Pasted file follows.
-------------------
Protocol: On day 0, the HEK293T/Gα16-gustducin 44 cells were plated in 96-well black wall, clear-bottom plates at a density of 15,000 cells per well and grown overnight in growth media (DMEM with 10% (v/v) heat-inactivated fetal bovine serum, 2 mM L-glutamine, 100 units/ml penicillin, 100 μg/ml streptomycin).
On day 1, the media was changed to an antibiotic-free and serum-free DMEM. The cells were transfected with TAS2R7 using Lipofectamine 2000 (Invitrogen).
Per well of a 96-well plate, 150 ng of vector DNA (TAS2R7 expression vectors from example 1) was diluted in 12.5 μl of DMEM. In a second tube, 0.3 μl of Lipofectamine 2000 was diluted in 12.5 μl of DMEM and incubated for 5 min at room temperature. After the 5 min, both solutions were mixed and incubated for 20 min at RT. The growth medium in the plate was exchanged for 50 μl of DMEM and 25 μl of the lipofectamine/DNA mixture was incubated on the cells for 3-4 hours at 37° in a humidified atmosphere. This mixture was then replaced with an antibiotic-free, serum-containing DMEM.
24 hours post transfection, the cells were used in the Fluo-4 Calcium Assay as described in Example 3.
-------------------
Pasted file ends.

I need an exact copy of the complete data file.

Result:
Protocol: On day 0, the HEK293T/Gα16-gustducin 44 cells were plated in 96-well black wall, clear-bottom plates at a density of 15,000 cells per well and grown overnight in growth media (DMEM with 10% (v/v) heat-inactivated fetal bovine serum, 2 mM L-glutamine, 100 units/ml penicillin, 100 μg/ml streptomycin).
On day 1, the media was changed to an antibiotic-free and serum-free DMEM. The cells were transfected with TAS2R7 using Lipofectamine 2000 (Invitrogen).
Per well of a 96-well plate, 150 ng of vector DNA (TAS2R7 expression vectors from example 1) was diluted in 12.5 μl of DMEM. In a second tube, 0.3 μl of Lipofectamine 2000 was diluted in 12.5 μl of DMEM and incubated for 5 min at room temperature. After the 5 min, both solutions were mixed and incubated for 20 min at RT. The growth medium in the plate was exchanged for 50 μl of DMEM and 25 μl of the lipofectamine/DNA mixture was incubated on the cells for 3-4 hours at 37° in a humidified atmosphere. This mixture was then replaced with an antibiotic-free, serum-containing DMEM.
24 hours post transfection, the cells were used in the Fluo-4 Calcium Assay as described in Example 3.